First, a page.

Coronary Artery Disease
In early stages, pharmaceutical treatment combined with changes in lifestyle and a healthy diet may be able to mitigate the symptoms and slow the progress of coronary artery disease (CAD). If the disease is already advanced, the affected coronaries have to be widened mechanically. The cardiologist will recommend a combination of different treatment options based on the symptoms, the findings, and the future risks for the patient related with clinical conditions and concurrent disorders.
These options include:
- Medication and lifestyle changes
- Minimally invasive treatment: percutaneous coronary intervention
- Balloon angioplasty: Stenting, Resorbable scaffold
- Bypass surgery: coronary artery bypass graft
In patients with coronary artery disease, the cardiologist usually prescribes drugs to lower blood pressure and the heart’s workload, like beta-blockers, calcium channel blockers, or diuretics. Acetylsalicylic acid (aspirin) and other antiplatelet agents prevent blood clotting. Nitrates can quickly relieve angina pectoris (chest pain). Statins may lower blood cholesterol. Since everyone is different, the cardiologist will develop a customized therapy plan for each patient.
In addition to pharmaceutical treatment, a healthy lifestyle is crucial to prevent or slow the worsening of the disease: patients should quit smoking, exercise regularly and eat a diet low in fat and salt. For overweight patients, losing weight reduces the heart’s workload and lowers the risk of other disorders.
Percutaneous coronary intervention (PCI) is executed through a thin, flexible tube, called a catheter, in a catheterization laboratory (“cath lab”). The cardiologist accesses the vascular system most often via the femoral artery in the groin or other arteries in the arm. Only a tiny cut in the skin is needed to access the vessel. In many cases, PCI is a beneficial alternative to bypass surgery because it only requires local anesthesia and a small incision instead of a large surgical wound. Since the minimally invasive treatment has lower risks and patients are in a better general condition after the procedure, the inpatient stay is much shorter than after bypass surgery. This definition will be taken in conjunction with your doctors, taking into consideration a number of factors related to proposed treatment, concurrent disorders, clinical conditions, etc.
This intervention is performed with a special balloon catheter. A tiny balloon is mounted on top of this catheter. The cardiologist directs the balloon catheter into the narrowing in the coronary artery. There he or she gradually inflates the balloon. In expanding, the balloon pushes the obstructing deposits against the vessel’s walls, and in so doing, widens the affected coronary artery. After deflating the balloon, the catheter is withdrawn from the body. The blood can now flow unhindered through the coronary artery and supply the heart muscle with oxygen.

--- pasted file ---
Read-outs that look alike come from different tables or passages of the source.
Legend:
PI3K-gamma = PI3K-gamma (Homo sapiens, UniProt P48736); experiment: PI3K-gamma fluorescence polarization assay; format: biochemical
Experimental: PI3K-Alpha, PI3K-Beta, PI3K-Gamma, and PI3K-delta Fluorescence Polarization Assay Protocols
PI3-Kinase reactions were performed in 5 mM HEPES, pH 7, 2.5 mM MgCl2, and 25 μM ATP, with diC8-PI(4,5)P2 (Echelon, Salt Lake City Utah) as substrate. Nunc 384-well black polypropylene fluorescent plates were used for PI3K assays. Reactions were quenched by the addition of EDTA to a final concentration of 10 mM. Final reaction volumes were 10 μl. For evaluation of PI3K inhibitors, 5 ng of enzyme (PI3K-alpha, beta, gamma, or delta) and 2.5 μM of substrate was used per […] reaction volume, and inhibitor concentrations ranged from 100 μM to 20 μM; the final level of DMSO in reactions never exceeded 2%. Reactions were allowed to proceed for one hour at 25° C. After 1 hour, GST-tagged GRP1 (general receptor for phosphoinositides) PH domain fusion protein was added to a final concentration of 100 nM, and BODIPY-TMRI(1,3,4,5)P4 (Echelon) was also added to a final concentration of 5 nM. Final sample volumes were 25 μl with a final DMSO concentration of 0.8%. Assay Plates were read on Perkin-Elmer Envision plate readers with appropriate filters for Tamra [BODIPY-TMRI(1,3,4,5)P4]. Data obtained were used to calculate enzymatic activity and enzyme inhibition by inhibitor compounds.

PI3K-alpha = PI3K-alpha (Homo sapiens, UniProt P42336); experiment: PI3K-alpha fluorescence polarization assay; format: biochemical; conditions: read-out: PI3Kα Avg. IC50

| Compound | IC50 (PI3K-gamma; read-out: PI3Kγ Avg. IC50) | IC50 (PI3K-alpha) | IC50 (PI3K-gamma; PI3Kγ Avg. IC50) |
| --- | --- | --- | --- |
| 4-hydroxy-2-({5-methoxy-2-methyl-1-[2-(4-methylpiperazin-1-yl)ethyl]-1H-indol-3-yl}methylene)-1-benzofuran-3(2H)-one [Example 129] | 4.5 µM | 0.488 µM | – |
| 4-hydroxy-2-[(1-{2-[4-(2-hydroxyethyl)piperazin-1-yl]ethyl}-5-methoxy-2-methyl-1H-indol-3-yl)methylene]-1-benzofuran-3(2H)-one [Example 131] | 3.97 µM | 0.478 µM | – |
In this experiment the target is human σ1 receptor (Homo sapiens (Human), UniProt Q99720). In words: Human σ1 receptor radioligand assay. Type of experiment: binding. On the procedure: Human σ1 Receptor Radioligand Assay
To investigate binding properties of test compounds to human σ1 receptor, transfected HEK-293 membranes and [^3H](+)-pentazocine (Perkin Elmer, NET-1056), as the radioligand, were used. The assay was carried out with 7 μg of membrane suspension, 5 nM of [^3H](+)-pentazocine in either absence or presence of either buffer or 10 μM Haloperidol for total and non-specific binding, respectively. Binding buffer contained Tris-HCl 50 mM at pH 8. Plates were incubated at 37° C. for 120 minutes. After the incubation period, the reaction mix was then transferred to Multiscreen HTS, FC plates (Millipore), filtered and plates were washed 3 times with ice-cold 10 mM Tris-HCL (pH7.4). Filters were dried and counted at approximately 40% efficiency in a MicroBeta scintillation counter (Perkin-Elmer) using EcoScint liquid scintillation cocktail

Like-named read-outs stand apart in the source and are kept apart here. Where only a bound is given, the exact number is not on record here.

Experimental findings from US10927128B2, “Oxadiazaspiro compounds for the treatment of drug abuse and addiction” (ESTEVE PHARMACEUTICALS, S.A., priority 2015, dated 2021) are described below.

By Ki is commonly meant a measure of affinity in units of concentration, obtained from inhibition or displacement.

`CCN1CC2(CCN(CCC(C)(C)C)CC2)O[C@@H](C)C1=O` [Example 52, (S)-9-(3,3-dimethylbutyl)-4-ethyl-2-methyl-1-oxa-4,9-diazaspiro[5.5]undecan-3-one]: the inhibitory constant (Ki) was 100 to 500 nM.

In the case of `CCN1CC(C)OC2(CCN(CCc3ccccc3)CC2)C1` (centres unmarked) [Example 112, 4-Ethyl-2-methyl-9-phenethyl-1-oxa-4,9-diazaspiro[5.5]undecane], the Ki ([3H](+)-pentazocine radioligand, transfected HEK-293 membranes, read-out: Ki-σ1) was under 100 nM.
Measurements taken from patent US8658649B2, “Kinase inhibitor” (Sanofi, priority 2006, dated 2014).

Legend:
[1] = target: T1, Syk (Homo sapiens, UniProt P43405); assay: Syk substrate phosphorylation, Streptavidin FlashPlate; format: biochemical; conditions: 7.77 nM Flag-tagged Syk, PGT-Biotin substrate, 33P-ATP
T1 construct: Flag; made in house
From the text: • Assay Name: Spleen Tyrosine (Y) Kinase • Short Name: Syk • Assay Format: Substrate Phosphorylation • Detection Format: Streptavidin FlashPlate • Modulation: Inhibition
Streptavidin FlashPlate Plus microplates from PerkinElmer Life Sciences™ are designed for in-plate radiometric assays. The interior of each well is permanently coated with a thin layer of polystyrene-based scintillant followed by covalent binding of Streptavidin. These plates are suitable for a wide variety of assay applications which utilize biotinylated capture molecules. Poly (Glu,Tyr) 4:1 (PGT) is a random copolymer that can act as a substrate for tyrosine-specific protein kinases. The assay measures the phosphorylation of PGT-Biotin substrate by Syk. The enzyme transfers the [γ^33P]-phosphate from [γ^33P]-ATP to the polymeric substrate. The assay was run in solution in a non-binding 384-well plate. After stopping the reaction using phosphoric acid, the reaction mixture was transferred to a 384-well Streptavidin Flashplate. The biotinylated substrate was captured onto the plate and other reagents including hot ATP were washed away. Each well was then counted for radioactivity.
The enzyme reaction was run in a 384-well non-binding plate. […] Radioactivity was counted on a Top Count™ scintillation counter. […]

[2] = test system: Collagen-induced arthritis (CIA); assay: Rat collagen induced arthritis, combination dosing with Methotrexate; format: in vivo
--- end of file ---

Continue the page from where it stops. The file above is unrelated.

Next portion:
Stenting is used to prevent an affected coronary artery from re-narrowing. A stent is a tiny mesh-like tube that can be made of different materials. The cardiologist moves the stent (crimped on the balloon) to the affected site in the coronary artery via a balloon catheter. At the target location, the balloon is inflated, thus expanding the stent which locks into place and forms a scaffold for the vessel wall. After that, the balloon is deflated and removed, while the stent remains in the body, keeping the coronary artery open and allowing blood to flow freely again. There are also stents that release medication after implantation in order to prevent inflammations and post-procedural re-narrowing.
Resorbable scaffolds are innovative stents made of materials like polymers or magnesium alloys that dissolve slowly over a period of up to two years. The coronary artery is healed after this period and stays open without any scaffolding. The vessel regains its natural functions and can adapt better to stress. In addition, any necessary future interventions cannot be hampered by a permanent implant.
If a minimally invasive PCI is not possible, the patient will need to undergo open-heart surgery under general anesthetic. This procedure is called bypass surgery or coronary artery bypass graft (CABG). In this method, the obstructed part of the coronary artery is bypassed with a segment of a healthy vessel secured from another part of the patient’s body. Blood can now flow around the blockage. This surgery can be done while the heart is beating (beating heart surgery) or while the heart is stopped and a heart-lung machine controls circulation (arrested heart surgery).
Find out more about the procedures here .